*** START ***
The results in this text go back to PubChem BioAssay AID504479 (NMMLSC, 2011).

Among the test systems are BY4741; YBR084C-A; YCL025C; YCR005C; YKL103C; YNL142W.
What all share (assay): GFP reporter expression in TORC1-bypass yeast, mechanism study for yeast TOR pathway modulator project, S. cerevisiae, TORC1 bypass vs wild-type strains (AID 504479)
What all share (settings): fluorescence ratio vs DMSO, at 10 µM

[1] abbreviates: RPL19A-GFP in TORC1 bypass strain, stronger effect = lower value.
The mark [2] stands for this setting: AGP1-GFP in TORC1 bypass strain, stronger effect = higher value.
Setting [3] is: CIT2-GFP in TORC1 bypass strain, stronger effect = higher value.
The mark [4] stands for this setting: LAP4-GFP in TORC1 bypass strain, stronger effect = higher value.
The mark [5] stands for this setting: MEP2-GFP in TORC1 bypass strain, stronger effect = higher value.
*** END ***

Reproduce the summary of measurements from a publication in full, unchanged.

The results in this text go back to PubChem BioAssay AID504479 (NMMLSC, 2011).

Among the test systems are BY4741; YBR084C-A; YCL025C; YCR005C; YKL103C; YNL142W.
What all share (assay): GFP reporter expression in TORC1-bypass yeast, mechanism study for yeast TOR pathway modulator project, S. cerevisiae, TORC1 bypass vs wild-type strains (AID 504479)
What all share (settings): fluorescence ratio vs DMSO, at 10 µM

[1] abbreviates: RPL19A-GFP in TORC1 bypass strain, stronger effect = lower value.
The mark [2] stands for this setting: AGP1-GFP in TORC1 bypass strain, stronger effect = higher value.
Setting [3] is: CIT2-GFP in TORC1 bypass strain, stronger effect = higher value.
The mark [4] stands for this setting: LAP4-GFP in TORC1 bypass strain, stronger effect = higher value.
The mark [5] stands for this setting: MEP2-GFP in TORC1 bypass strain, stronger effect = higher value.